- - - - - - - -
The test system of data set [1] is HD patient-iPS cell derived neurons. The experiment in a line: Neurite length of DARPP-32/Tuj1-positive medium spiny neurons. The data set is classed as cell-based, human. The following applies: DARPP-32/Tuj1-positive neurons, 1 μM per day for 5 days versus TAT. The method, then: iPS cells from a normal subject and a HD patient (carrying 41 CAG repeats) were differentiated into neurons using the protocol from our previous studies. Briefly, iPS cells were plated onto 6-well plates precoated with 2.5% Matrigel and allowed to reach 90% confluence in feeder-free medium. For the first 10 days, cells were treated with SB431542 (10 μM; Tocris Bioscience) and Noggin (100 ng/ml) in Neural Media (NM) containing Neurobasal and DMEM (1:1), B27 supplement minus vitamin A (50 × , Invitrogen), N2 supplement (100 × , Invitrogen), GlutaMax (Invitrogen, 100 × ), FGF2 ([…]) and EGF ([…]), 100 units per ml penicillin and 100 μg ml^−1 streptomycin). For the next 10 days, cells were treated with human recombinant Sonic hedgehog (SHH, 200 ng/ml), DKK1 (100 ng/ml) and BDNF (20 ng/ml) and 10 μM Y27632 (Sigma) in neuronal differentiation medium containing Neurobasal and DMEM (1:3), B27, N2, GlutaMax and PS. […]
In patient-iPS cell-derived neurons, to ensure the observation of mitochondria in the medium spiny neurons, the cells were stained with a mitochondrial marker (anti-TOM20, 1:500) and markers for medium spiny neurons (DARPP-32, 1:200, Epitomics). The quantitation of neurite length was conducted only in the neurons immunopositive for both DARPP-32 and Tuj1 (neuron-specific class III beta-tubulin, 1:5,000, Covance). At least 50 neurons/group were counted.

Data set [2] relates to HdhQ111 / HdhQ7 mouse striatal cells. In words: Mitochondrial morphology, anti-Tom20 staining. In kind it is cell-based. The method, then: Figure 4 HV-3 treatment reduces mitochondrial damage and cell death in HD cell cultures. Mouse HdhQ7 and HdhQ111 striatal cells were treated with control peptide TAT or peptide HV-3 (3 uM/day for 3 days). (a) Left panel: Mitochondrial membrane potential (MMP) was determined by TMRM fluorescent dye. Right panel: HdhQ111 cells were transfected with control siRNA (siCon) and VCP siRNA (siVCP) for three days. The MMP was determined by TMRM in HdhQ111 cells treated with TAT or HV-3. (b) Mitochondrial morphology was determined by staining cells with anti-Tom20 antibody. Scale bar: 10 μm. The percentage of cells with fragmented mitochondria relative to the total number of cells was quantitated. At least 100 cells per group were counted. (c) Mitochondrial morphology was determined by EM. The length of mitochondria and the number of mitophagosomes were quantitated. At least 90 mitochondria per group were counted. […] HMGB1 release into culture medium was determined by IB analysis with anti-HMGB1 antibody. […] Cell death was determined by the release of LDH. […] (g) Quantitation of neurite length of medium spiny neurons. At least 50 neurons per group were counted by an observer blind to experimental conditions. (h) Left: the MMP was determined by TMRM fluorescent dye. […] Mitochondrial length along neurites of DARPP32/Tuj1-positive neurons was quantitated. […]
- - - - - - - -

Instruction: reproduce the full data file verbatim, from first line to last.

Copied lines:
The test system of data set [1] is HD patient-iPS cell derived neurons. The experiment in a line: Neurite length of DARPP-32/Tuj1-positive medium spiny neurons. The data set is classed as cell-based, human. The following applies: DARPP-32/Tuj1-positive neurons, 1 μM per day for 5 days versus TAT. The method, then: iPS cells from a normal subject and a HD patient (carrying 41 CAG repeats) were differentiated into neurons using the protocol from our previous studies. Briefly, iPS cells were plated onto 6-well plates precoated with 2.5% Matrigel and allowed to reach 90% confluence in feeder-free medium. For the first 10 days, cells were treated with SB431542 (10 μM; Tocris Bioscience) and Noggin (100 ng/ml) in Neural Media (NM) containing Neurobasal and DMEM (1:1), B27 supplement minus vitamin A (50 × , Invitrogen), N2 supplement (100 × , Invitrogen), GlutaMax (Invitrogen, 100 × ), FGF2 ([…]) and EGF ([…]), 100 units per ml penicillin and 100 μg ml^−1 streptomycin). For the next 10 days, cells were treated with human recombinant Sonic hedgehog (SHH, 200 ng/ml), DKK1 (100 ng/ml) and BDNF (20 ng/ml) and 10 μM Y27632 (Sigma) in neuronal differentiation medium containing Neurobasal and DMEM (1:3), B27, N2, GlutaMax and PS. […]
In patient-iPS cell-derived neurons, to ensure the observation of mitochondria in the medium spiny neurons, the cells were stained with a mitochondrial marker (anti-TOM20, 1:500) and markers for medium spiny neurons (DARPP-32, 1:200, Epitomics). The quantitation of neurite length was conducted only in the neurons immunopositive for both DARPP-32 and Tuj1 (neuron-specific class III beta-tubulin, 1:5,000, Covance). At least 50 neurons/group were counted.

Data set [2] relates to HdhQ111 / HdhQ7 mouse striatal cells. In words: Mitochondrial morphology, anti-Tom20 staining. In kind it is cell-based. The method, then: Figure 4 HV-3 treatment reduces mitochondrial damage and cell death in HD cell cultures. Mouse HdhQ7 and HdhQ111 striatal cells were treated with control peptide TAT or peptide HV-3 (3 uM/day for 3 days). (a) Left panel: Mitochondrial membrane potential (MMP) was determined by TMRM fluorescent dye. Right panel: HdhQ111 cells were transfected with control siRNA (siCon) and VCP siRNA (siVCP) for three days. The MMP was determined by TMRM in HdhQ111 cells treated with TAT or HV-3. (b) Mitochondrial morphology was determined by staining cells with anti-Tom20 antibody. Scale bar: 10 μm. The percentage of cells with fragmented mitochondria relative to the total number of cells was quantitated. At least 100 cells per group were counted. (c) Mitochondrial morphology was determined by EM. The length of mitochondria and the number of mitophagosomes were quantitated. At least 90 mitochondria per group were counted. […] HMGB1 release into culture medium was determined by IB analysis with anti-HMGB1 antibody. […] Cell death was determined by the release of LDH. […] (g) Quantitation of neurite length of medium spiny neurons. At least 50 neurons per group were counted by an observer blind to experimental conditions. (h) Left: the MMP was determined by TMRM fluorescent dye. […] Mitochondrial length along neurites of DARPP32/Tuj1-positive neurons was quantitated. […]